• Loren Rhoads says:

      Oh, you must have gotten really dramatic photos with the storm coming on! Thanks for the link. I’ll go check out your post. I’d love to go back to Bodie some day and do one of the night photography workshops.


  2. Vince says:

    Great story and images. I’ve always been fascinated by old towns like the one you visited.


  3. Cemeteries are always such fine subjects. Nice perspective.


  4. Maria Angel says:

    For the morbidly curious and Bodie Ghost Town fanatic, here’s a tidbit on “Elizabeth” —
    On East side of stone;
    Elizabeth, my Wife
    On West side of stone;
    Mary Elizabeth
    Wife of B.F. Butler
    Died Nov. 24, 1878
    Aged 30 years, 8 months, 8 days.
    “Thus star by star declined,
    ‘Till all are passed away,
    As morning high & higher shines,
    To pure & perfect day.”
    White marble, on light gray veined marble base.

    Borrowed from: http://www.genealogybuff.com/ca/ca-mono-cems2.htm


    • Loren Rhoads says:

      Oh, you rock! Thanks so much for looking her up. The stories are the best part of graveyards, as far as I’m concerned. Do you have any idea if Mr. Butler is there with her?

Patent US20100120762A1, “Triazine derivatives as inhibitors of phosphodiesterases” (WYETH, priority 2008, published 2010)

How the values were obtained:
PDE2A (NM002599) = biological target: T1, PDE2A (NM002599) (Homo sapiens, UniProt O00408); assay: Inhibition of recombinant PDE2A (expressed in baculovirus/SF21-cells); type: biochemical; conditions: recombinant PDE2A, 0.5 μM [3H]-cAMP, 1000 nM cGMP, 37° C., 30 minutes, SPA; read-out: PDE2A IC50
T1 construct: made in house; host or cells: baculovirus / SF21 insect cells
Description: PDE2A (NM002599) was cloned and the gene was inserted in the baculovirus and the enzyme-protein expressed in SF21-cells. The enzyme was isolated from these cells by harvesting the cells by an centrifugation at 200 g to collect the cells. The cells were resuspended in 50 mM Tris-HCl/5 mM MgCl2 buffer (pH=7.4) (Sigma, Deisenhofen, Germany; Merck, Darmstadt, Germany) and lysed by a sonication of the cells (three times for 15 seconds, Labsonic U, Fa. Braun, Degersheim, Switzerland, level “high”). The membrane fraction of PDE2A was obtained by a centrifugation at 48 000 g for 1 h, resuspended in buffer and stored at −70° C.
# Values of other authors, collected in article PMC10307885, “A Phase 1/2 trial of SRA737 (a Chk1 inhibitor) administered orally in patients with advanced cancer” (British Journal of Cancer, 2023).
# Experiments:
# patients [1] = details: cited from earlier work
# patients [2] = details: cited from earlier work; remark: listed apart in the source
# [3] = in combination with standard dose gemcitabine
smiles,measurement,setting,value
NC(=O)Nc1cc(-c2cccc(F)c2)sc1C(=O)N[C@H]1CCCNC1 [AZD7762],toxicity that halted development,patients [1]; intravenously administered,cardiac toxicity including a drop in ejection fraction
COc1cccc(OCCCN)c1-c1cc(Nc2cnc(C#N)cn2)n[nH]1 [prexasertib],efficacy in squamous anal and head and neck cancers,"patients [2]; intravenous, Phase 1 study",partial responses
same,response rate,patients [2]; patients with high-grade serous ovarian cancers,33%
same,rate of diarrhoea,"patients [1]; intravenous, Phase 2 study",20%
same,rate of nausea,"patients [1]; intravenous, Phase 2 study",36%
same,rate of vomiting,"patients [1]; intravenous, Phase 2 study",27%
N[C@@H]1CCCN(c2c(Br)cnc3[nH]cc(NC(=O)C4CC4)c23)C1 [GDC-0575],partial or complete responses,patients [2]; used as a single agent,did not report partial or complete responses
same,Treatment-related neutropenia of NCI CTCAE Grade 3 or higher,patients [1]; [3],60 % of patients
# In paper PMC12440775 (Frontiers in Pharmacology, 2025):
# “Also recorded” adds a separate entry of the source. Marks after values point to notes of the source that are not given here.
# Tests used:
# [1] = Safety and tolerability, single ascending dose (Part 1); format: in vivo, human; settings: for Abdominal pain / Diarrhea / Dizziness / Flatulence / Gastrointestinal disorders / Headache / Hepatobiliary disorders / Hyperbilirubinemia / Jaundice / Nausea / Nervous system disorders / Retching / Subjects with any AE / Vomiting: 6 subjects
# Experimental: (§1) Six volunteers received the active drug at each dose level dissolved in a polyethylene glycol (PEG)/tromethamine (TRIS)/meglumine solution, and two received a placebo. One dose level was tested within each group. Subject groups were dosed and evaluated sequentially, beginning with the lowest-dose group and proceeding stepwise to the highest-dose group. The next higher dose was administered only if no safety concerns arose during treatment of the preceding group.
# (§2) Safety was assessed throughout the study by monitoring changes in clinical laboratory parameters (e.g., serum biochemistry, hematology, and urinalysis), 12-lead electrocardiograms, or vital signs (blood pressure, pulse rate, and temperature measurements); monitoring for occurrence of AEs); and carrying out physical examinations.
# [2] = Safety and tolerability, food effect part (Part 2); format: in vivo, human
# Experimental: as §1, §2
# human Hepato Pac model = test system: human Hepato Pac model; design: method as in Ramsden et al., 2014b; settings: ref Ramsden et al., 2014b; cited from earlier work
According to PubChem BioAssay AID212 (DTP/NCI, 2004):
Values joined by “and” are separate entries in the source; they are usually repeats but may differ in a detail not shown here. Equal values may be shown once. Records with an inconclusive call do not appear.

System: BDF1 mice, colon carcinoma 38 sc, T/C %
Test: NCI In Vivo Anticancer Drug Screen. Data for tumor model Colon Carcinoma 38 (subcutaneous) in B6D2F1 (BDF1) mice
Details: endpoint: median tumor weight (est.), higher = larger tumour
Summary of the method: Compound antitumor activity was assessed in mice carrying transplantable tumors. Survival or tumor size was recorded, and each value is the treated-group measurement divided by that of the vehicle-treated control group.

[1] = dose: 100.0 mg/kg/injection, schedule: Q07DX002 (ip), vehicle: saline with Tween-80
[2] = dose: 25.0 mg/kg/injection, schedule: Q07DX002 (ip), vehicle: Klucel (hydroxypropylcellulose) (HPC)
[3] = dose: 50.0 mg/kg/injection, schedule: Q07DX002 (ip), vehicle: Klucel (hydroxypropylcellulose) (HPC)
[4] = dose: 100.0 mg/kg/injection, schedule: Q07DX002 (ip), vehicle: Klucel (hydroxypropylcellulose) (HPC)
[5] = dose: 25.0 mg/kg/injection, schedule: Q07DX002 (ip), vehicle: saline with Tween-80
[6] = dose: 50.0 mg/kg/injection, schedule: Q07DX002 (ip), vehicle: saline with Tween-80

5. Jackie Saulmon Ramirez says:

    The stone for Elizabeth… Is the hand pointing down??


    • Loren Rhoads says:

      Yes, good point. The hands usually point upward toward Heaven, but this one does point downward. It may just be pointing to the legend on the stone, or it could symbolize the Hand of God reaching down to pluck the bouquet. In some cases the downward index finger does seem to be a comment about the deceased’s final destination, but it’s hard to believe that’s what’s meant on this beautiful stone.

      Thanks for asking, Jackie!



  6. Leya says:

    Great choice – that first photo has a nice angle.


    • Loren Rhoads says:

      Thanks! That was completely by accident. I wanted to get the fence in and still see the headstone. One of these days, I’m going to have to actually learn some photography. 🙂